Weihrauch apparently started using shims to fine-tune the fit between the breech jaws and breech block in the early 1970's. It's not unusual to find guns from those days with a shim on only one side.
The HW 35 shims are larger in outer diameter than the HW 55 ones (because its receiver tube is larger in diameter, and thus the breech jaws are taller). You could probably use them in the 55, but they will be visible above and below the breech jaws. The HW 55 shims are the same as used in the HW 30 (R7), HW 50 (old one), and other guns with the same smaller receiver diameter.
In an older gun without shims, you may need to spread the breech jaws slightly to get the shims in there. A quick and dirty way to do that is to put a chunk of metal between the jaws that is slightly narrower than the gap, then reverse the breech pivot bolt and use it to push against the metal block. Go slow and BE CAREFUL, easy to over-bend the jaws if you get over-zealous.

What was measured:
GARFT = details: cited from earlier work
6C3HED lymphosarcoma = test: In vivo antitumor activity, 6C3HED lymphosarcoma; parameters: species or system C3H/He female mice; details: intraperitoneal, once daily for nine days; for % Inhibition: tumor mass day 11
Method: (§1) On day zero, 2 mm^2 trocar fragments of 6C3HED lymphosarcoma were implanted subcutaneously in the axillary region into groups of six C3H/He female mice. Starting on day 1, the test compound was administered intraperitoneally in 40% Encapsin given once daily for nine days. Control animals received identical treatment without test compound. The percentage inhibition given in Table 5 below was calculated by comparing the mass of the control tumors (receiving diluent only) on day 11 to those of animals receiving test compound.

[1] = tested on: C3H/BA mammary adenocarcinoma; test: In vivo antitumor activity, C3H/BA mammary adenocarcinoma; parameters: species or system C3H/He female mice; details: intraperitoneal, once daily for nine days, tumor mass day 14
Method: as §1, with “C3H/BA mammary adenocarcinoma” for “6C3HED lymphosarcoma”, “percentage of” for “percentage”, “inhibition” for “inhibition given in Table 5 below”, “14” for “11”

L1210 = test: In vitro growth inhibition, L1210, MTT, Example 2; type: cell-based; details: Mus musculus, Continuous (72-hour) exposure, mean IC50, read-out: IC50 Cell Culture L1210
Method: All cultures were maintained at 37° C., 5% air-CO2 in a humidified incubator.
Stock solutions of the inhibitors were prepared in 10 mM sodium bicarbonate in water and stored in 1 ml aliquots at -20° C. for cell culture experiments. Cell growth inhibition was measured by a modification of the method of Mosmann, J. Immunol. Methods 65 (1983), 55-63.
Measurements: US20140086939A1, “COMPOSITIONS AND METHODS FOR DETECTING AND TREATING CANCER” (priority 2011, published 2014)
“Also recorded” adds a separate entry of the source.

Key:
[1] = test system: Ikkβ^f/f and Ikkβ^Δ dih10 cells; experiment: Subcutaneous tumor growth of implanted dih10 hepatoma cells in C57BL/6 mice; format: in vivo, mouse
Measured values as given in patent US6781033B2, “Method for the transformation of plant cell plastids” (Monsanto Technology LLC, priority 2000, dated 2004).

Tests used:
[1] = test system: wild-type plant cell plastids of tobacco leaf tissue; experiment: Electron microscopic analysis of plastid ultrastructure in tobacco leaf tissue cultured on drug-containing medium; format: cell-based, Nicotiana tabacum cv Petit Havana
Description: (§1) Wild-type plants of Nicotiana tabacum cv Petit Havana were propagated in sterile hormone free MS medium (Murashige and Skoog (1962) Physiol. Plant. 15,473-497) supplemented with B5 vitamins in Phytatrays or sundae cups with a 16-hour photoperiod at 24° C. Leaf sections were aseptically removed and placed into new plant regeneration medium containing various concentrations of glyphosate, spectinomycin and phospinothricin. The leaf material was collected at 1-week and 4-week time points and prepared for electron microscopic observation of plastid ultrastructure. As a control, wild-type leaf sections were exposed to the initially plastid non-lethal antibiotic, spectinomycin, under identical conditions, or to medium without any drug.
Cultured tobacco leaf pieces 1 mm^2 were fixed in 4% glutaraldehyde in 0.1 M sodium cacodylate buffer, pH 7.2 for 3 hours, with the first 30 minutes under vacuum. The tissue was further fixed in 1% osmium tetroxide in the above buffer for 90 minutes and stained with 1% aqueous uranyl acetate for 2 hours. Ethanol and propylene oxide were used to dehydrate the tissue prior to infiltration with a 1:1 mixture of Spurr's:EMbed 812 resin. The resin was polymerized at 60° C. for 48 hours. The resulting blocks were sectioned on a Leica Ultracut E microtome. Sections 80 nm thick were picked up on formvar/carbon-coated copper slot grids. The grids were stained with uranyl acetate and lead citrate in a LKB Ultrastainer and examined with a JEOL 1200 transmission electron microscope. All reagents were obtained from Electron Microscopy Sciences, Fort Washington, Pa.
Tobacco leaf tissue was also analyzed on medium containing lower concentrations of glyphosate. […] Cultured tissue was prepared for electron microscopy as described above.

If your gun doesn't show evidence of wear on the breech block from the jaws, then there is no need to fix what isn't broken!
I usually add them to older guns but that's just my preference. It cuts down on additional wear, makes cocking smoother, and renders it easier to fine-tune the breech tension adjustment. And of course you can easily remove them to return to OEM condition.
I may not have been clear before--HW 55 uses exactly same shims as R7, so they are cheap'n'easy enuff to find these days.
This message has been edited by MDriskill on Sep 4, 2012 11:34 AM